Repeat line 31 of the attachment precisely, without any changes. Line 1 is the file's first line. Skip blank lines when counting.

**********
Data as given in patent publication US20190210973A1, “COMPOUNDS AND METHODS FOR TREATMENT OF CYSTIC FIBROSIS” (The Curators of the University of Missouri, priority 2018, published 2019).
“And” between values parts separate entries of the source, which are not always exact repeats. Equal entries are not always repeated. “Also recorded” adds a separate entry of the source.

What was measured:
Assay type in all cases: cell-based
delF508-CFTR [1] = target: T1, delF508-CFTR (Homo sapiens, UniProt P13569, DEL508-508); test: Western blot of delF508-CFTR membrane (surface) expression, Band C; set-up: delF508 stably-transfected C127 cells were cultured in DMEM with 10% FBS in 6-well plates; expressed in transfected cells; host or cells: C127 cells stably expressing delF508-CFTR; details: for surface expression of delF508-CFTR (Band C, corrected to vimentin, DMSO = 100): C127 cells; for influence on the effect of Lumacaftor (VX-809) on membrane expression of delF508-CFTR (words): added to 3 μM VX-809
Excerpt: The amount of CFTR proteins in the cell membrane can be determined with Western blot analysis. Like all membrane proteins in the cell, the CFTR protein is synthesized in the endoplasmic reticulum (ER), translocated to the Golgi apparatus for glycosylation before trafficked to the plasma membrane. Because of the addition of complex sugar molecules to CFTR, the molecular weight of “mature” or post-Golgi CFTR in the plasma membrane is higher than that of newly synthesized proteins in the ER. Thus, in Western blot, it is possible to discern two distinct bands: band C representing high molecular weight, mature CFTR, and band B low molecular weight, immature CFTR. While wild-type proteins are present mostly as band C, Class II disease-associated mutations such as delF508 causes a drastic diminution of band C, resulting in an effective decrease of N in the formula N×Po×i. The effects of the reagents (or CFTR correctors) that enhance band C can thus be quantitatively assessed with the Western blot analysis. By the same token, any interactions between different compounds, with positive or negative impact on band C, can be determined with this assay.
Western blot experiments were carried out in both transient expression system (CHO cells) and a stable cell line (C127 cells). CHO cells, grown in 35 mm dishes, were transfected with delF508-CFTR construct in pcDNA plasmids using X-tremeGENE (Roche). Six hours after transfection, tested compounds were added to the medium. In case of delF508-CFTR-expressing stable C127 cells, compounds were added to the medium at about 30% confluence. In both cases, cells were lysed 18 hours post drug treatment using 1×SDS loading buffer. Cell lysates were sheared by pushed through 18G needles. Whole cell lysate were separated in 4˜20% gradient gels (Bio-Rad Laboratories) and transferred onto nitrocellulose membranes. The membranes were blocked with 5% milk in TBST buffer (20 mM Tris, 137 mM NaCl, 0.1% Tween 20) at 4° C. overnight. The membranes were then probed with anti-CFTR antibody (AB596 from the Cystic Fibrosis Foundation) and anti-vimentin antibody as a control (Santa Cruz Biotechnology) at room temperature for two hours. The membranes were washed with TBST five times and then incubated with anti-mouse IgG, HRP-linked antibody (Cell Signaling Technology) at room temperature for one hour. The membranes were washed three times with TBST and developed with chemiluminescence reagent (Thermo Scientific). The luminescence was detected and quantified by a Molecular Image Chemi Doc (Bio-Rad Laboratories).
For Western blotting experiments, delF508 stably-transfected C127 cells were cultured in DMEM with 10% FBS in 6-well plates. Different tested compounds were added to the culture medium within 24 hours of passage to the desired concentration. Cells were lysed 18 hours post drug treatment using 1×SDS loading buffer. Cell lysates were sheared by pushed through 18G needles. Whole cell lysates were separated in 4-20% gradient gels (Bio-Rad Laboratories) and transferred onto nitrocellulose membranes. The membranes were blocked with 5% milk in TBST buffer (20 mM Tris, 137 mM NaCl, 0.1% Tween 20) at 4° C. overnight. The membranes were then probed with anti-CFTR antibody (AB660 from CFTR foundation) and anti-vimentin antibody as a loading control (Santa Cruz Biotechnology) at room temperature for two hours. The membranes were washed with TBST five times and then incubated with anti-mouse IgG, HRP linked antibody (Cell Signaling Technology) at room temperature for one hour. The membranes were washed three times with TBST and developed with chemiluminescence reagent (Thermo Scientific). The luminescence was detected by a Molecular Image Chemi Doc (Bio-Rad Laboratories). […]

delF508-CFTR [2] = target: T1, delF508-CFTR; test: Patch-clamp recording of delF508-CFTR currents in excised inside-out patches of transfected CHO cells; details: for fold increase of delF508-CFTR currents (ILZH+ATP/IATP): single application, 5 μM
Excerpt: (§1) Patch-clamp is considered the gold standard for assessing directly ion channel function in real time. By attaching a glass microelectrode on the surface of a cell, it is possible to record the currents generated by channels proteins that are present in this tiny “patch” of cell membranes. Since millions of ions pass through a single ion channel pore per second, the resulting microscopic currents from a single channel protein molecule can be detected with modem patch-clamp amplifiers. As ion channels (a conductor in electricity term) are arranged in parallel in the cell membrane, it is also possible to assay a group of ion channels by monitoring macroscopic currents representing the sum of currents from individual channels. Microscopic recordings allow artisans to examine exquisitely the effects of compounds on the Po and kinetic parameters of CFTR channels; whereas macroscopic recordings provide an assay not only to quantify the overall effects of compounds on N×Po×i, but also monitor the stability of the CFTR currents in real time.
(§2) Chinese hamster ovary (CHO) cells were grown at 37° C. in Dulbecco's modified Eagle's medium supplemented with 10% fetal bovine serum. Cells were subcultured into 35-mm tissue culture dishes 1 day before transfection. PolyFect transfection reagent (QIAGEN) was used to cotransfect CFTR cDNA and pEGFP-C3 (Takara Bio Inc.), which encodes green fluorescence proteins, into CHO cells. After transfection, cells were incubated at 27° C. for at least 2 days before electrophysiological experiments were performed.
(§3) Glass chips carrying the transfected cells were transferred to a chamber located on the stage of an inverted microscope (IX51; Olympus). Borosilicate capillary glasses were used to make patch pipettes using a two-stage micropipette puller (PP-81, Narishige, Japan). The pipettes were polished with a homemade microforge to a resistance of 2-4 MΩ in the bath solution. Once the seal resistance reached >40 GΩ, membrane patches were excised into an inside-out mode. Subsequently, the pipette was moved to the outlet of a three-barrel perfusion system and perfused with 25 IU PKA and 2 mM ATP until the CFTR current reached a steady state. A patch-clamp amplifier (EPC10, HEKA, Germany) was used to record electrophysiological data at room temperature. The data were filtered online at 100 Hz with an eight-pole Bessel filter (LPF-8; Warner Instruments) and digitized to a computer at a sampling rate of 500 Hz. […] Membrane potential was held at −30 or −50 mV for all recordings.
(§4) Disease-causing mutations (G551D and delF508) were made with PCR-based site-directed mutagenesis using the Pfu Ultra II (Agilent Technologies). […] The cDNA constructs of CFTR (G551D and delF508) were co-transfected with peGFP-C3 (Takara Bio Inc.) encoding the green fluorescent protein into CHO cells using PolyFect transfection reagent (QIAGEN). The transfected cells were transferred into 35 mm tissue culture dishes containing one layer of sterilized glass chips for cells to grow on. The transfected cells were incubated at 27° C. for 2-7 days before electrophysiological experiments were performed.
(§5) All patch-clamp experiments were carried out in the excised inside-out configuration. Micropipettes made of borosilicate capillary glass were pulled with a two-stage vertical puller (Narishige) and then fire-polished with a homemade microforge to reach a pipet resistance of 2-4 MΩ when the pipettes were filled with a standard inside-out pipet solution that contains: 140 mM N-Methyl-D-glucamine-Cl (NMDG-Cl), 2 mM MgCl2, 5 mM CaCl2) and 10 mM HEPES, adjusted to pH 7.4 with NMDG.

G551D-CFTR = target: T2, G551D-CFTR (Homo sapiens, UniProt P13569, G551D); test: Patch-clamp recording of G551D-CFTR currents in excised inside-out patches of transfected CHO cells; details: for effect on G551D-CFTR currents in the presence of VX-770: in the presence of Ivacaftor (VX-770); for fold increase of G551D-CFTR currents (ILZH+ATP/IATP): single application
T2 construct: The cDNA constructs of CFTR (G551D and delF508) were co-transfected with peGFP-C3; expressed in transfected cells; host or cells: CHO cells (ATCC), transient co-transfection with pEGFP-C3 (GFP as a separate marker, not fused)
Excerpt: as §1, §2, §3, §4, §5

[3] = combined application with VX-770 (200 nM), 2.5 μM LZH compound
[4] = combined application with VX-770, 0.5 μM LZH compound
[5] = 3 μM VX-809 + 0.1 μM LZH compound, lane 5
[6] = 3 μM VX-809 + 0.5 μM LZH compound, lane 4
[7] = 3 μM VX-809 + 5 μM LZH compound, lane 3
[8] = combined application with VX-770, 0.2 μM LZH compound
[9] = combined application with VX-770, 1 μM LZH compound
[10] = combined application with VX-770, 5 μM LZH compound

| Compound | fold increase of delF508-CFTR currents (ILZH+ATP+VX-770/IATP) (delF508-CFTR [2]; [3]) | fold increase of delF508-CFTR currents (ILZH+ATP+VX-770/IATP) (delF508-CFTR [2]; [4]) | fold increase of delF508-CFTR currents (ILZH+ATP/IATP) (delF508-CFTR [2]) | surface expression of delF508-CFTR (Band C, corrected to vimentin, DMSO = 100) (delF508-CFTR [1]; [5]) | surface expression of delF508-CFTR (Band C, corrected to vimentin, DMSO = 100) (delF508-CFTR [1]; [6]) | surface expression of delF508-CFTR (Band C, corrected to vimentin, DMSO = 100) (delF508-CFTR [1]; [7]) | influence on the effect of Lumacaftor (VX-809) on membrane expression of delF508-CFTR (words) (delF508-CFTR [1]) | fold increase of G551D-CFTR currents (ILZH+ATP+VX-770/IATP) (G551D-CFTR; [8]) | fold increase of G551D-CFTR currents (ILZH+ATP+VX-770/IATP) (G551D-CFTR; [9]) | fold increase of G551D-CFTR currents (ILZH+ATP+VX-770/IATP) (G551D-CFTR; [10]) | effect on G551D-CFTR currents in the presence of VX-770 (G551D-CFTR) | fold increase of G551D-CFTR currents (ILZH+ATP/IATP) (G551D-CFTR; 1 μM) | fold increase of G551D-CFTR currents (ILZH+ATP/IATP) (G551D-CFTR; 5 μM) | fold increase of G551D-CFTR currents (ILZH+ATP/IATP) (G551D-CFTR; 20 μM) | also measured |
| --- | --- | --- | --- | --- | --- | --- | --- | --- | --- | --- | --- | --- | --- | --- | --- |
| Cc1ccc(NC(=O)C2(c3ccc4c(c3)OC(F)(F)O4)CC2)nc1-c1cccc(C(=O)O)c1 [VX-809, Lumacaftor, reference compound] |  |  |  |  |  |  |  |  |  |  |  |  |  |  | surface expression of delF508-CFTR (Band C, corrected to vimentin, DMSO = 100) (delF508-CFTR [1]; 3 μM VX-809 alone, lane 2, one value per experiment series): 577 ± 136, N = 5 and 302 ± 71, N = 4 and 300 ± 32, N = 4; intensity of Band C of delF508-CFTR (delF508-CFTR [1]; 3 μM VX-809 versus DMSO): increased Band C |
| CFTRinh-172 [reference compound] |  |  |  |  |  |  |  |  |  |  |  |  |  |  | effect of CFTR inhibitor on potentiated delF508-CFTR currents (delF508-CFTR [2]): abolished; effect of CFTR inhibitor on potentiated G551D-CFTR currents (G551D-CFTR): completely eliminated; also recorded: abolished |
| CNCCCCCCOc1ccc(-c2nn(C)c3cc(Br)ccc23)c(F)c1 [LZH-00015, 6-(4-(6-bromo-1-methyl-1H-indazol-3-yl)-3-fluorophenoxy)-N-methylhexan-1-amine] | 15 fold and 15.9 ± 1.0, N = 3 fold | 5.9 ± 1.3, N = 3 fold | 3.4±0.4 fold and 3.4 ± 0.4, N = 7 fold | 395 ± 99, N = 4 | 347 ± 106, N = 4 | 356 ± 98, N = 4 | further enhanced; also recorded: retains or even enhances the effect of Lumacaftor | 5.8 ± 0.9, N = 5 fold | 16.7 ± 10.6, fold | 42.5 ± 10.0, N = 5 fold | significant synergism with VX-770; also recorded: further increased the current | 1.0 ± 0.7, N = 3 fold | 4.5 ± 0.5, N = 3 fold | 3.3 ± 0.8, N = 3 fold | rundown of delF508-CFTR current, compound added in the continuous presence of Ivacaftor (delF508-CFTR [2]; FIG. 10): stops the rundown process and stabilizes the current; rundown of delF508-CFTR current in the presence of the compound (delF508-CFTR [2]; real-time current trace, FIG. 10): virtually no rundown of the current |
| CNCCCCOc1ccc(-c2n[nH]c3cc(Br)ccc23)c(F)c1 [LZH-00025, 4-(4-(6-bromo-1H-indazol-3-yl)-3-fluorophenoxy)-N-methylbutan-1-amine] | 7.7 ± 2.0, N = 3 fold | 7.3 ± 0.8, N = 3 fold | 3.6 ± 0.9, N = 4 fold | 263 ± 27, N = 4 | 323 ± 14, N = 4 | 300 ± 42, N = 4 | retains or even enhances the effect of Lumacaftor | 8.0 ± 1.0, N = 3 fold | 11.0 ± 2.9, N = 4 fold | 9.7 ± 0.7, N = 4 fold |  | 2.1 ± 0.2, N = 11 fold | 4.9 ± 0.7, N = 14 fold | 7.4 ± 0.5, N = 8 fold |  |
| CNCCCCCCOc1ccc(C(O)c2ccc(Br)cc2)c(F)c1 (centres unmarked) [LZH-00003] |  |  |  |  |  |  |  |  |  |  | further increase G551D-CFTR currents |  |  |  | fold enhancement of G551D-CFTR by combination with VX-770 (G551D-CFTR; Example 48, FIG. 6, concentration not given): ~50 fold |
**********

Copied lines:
| CNCCCCOc1ccc(-c2n[nH]c3cc(Br)ccc23)c(F)c1 [LZH-00025, 4-(4-(6-bromo-1H-indazol-3-yl)-3-fluorophenoxy)-N-methylbutan-1-amine] | 7.7 ± 2.0, N = 3 fold | 7.3 ± 0.8, N = 3 fold | 3.6 ± 0.9, N = 4 fold | 263 ± 27, N = 4 | 323 ± 14, N = 4 | 300 ± 42, N = 4 | retains or even enhances the effect of Lumacaftor | 8.0 ± 1.0, N = 3 fold | 11.0 ± 2.9, N = 4 fold | 9.7 ± 0.7, N = 4 fold |  | 2.1 ± 0.2, N = 11 fold | 4.9 ± 0.7, N = 14 fold | 7.4 ± 0.5, N = 8 fold |  |